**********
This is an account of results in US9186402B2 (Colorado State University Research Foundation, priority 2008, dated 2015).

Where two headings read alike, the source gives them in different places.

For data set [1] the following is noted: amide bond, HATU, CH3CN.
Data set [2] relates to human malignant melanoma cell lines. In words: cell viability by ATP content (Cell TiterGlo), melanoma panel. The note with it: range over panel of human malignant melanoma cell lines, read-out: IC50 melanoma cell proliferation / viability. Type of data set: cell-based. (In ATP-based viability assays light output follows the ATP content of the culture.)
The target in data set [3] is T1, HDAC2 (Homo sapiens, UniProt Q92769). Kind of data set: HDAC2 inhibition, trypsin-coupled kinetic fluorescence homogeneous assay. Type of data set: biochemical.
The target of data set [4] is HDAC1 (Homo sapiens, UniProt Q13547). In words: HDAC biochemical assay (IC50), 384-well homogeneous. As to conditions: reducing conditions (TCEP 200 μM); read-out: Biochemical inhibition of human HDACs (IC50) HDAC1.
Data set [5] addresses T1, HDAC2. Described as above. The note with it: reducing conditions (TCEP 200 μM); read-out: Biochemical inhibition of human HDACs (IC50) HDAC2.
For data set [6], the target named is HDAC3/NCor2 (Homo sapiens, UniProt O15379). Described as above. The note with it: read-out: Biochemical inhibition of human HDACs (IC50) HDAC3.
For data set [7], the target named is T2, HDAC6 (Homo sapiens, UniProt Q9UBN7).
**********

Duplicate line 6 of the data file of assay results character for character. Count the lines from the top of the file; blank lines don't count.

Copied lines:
The target of data set [4] is HDAC1 (Homo sapiens, UniProt Q13547). In words: HDAC biochemical assay (IC50), 384-well homogeneous. As to conditions: reducing conditions (TCEP 200 μM); read-out: Biochemical inhibition of human HDACs (IC50) HDAC1.